-Adam

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In my quest for macaron perfection I'd like to clarify a few of the finer points... seeing as I've only seen photos from the famous places like Laudree and Fauchon.

- How large are they? I made my about 2" in diameter. Should they be 3"?

- How thick is the ganache layer? Mine is quite thin... about 1/8". Should it be thicker?

- How do you get the pastel colors in the non-chocolate version? Food color?

I've got leftover chocolate ganache so I'll be making chocolate macarons next. After that I was thinking about strawberry or pistachio. Any tips on the proper fillings (with recipes)?

Thanks,

Gary

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Well, last night marks my first two attempts at making macaroons.. I want you to know I have been following your posts and this has been a very enjoyable thread. The first attempt was almond paste.. I beat the eggs to super stiff peaks and still got really flat looking cookie things.. So i tossed that batch.

The next attempt i used ground almonds. Then i tried to cheat a little and added some cream of tarter to the egg whites and granulated sugar. Again i got a flat cookie.. Always using three egg whites..

So now i have decided on Patrick's advice to use 3 1/2 egg whites more to the four side.. They have been sitting out since last night and I will let them sit till this evening or tomorrow night.. Actually cant do them friday, I will be going away for the weekend.. Should i let them sit till sunday night? Also, I think it would be better in a pastry bag? The one book i have calls for a nozzle with a one inch diameter. Any thoughts?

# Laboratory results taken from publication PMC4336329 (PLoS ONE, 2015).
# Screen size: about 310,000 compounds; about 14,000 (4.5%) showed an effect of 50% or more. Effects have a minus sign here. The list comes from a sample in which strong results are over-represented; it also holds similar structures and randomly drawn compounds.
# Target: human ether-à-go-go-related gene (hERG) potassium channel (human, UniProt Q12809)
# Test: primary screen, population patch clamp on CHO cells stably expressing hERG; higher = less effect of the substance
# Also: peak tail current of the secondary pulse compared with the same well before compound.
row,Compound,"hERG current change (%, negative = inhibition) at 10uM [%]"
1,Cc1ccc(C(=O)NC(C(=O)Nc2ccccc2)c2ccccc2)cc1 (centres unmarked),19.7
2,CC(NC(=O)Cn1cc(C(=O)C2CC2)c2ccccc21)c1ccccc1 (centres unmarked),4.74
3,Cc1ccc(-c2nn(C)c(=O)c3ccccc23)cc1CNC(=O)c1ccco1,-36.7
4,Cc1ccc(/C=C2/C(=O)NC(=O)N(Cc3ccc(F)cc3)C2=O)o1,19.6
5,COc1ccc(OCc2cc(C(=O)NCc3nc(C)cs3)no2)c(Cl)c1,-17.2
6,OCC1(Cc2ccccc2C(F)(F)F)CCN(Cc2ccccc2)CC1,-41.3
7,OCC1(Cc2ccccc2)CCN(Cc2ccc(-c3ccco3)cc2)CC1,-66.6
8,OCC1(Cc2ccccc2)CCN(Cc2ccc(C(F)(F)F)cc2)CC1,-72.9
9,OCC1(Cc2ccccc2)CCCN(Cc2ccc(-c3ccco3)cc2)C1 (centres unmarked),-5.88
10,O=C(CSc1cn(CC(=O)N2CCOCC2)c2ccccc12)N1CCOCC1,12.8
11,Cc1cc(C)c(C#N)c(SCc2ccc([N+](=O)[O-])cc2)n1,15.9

Edited by Daniel (log)

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Can anybody report on the shelf life of macaron's? I know that they freeze well, but how long will they survive if they are covered at room temperature? I've eaten Larry Burdick's macarons (Luxembourgers) many times; they are fantastic when fresh, but are leaning towards stale about a third of the time.

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Melange,

How do Marcona blanched almonds differ from the "regular" blanched almonds I see at my regular grocery store? I've got a Whole Foods in the area but hesitate to blow a lot of cash on an ingredient that doesn't make a difference in the end product.

Patricia,

How thick were the fillings of the great macarons? The cherry one sounds like preserves. The chocolate is buttercream. How about the pistachio? Was it buttercream as well?

Thanks,

Gary

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Marcona almonds are slightly sweeter than other almonds and have a softer texture; this (presumably) translates to a more tender macaron. I think that freshness is key no matter what type you are using, as the flavor and texture of almonds degrades significantly in a short period of time. I can never find fresh almonds at my local "regular" grocers, but you may not run into the same problem in MI.